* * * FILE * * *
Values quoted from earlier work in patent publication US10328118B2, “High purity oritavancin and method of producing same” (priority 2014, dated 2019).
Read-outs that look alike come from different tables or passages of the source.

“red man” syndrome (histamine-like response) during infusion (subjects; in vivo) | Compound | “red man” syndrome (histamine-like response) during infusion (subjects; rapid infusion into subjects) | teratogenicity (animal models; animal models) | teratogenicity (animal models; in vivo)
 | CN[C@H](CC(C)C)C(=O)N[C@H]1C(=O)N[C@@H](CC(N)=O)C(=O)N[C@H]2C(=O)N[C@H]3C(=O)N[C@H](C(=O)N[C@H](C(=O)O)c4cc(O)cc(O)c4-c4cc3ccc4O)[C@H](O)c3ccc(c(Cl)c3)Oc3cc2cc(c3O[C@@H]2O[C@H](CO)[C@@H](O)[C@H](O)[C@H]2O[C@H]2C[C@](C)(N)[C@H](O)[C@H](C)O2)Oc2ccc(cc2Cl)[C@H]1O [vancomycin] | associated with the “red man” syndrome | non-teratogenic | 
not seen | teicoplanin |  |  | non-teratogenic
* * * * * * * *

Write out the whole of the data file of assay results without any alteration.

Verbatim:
Values quoted from earlier work in patent publication US10328118B2, “High purity oritavancin and method of producing same” (priority 2014, dated 2019).
Read-outs that look alike come from different tables or passages of the source.

“red man” syndrome (histamine-like response) during infusion (subjects; in vivo) | Compound | “red man” syndrome (histamine-like response) during infusion (subjects; rapid infusion into subjects) | teratogenicity (animal models; animal models) | teratogenicity (animal models; in vivo)
 | CN[C@H](CC(C)C)C(=O)N[C@H]1C(=O)N[C@@H](CC(N)=O)C(=O)N[C@H]2C(=O)N[C@H]3C(=O)N[C@H](C(=O)N[C@H](C(=O)O)c4cc(O)cc(O)c4-c4cc3ccc4O)[C@H](O)c3ccc(c(Cl)c3)Oc3cc2cc(c3O[C@@H]2O[C@H](CO)[C@@H](O)[C@H](O)[C@H]2O[C@H]2C[C@](C)(N)[C@H](O)[C@H](C)O2)Oc2ccc(cc2Cl)[C@H]1O [vancomycin] | associated with the “red man” syndrome | non-teratogenic | 
not seen | teicoplanin |  |  | non-teratogenic